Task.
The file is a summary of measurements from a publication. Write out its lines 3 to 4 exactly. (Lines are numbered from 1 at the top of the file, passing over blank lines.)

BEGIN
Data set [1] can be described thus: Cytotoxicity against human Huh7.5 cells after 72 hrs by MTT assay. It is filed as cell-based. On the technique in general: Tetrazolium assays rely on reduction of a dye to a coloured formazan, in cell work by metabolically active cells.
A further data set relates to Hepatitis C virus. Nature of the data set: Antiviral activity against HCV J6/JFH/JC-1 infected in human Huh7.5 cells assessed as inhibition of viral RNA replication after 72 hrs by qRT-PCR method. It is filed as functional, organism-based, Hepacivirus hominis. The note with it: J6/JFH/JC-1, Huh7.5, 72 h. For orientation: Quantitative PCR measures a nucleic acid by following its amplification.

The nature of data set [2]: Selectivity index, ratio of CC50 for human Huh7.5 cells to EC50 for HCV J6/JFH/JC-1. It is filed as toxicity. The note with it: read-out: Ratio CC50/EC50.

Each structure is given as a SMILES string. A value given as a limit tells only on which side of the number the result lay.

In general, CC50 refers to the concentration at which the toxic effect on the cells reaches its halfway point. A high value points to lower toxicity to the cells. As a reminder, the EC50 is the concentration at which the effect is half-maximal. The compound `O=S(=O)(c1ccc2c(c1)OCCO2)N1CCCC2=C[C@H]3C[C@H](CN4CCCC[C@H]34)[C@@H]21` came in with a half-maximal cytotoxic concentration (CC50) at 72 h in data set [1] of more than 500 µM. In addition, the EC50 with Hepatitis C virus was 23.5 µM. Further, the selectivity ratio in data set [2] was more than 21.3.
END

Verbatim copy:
The nature of data set [2]: Selectivity index, ratio of CC50 for human Huh7.5 cells to EC50 for HCV J6/JFH/JC-1. It is filed as toxicity. The note with it: read-out: Ratio CC50/EC50.

Each structure is given as a SMILES string. A value given as a limit tells only on which side of the number the result lay.